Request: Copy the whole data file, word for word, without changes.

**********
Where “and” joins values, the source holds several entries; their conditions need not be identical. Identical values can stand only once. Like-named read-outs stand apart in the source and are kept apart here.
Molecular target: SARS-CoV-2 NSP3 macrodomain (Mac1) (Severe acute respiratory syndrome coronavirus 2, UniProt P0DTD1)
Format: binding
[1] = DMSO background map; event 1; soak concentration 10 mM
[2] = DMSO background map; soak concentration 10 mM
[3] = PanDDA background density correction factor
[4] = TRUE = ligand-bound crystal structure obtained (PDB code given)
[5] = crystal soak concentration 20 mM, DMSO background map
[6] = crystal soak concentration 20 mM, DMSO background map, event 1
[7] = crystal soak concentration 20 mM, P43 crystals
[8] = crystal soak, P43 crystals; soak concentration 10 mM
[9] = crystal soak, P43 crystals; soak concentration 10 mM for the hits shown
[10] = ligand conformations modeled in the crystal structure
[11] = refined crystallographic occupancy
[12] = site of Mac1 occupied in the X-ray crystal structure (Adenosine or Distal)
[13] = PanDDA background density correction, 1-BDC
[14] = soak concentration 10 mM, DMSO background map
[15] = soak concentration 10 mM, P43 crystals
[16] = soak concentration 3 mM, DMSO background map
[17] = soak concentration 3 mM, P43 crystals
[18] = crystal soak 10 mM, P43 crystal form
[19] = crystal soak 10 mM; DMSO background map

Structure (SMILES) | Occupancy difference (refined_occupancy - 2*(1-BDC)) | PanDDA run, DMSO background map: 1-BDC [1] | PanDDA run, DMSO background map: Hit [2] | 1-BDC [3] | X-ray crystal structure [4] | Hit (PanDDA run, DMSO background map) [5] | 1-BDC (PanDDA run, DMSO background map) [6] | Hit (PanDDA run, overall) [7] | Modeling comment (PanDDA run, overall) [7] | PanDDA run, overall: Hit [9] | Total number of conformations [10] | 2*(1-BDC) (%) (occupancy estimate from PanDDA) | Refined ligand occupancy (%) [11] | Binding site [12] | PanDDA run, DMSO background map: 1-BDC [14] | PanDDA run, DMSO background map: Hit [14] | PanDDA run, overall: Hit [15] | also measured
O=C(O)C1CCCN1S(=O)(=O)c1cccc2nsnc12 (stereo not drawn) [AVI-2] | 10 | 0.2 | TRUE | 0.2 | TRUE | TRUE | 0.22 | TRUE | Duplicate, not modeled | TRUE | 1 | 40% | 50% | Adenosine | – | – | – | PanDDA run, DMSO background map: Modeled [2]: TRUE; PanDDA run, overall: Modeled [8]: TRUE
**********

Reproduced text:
Where “and” joins values, the source holds several entries; their conditions need not be identical. Identical values can stand only once. Like-named read-outs stand apart in the source and are kept apart here.
Molecular target: SARS-CoV-2 NSP3 macrodomain (Mac1) (Severe acute respiratory syndrome coronavirus 2, UniProt P0DTD1)
Format: binding
[1] = DMSO background map; event 1; soak concentration 10 mM
[2] = DMSO background map; soak concentration 10 mM
[3] = PanDDA background density correction factor
[4] = TRUE = ligand-bound crystal structure obtained (PDB code given)
[5] = crystal soak concentration 20 mM, DMSO background map
[6] = crystal soak concentration 20 mM, DMSO background map, event 1
[7] = crystal soak concentration 20 mM, P43 crystals
[8] = crystal soak, P43 crystals; soak concentration 10 mM
[9] = crystal soak, P43 crystals; soak concentration 10 mM for the hits shown
[10] = ligand conformations modeled in the crystal structure
[11] = refined crystallographic occupancy
[12] = site of Mac1 occupied in the X-ray crystal structure (Adenosine or Distal)
[13] = PanDDA background density correction, 1-BDC
[14] = soak concentration 10 mM, DMSO background map
[15] = soak concentration 10 mM, P43 crystals
[16] = soak concentration 3 mM, DMSO background map
[17] = soak concentration 3 mM, P43 crystals
[18] = crystal soak 10 mM, P43 crystal form
[19] = crystal soak 10 mM; DMSO background map

Structure (SMILES) | Occupancy difference (refined_occupancy - 2*(1-BDC)) | PanDDA run, DMSO background map: 1-BDC [1] | PanDDA run, DMSO background map: Hit [2] | 1-BDC [3] | X-ray crystal structure [4] | Hit (PanDDA run, DMSO background map) [5] | 1-BDC (PanDDA run, DMSO background map) [6] | Hit (PanDDA run, overall) [7] | Modeling comment (PanDDA run, overall) [7] | PanDDA run, overall: Hit [9] | Total number of conformations [10] | 2*(1-BDC) (%) (occupancy estimate from PanDDA) | Refined ligand occupancy (%) [11] | Binding site [12] | PanDDA run, DMSO background map: 1-BDC [14] | PanDDA run, DMSO background map: Hit [14] | PanDDA run, overall: Hit [15] | also measured
O=C(O)C1CCCN1S(=O)(=O)c1cccc2nsnc12 (stereo not drawn) [AVI-2] | 10 | 0.2 | TRUE | 0.2 | TRUE | TRUE | 0.22 | TRUE | Duplicate, not modeled | TRUE | 1 | 40% | 50% | Adenosine | – | – | – | PanDDA run, DMSO background map: Modeled [2]: TRUE; PanDDA run, overall: Modeled [8]: TRUE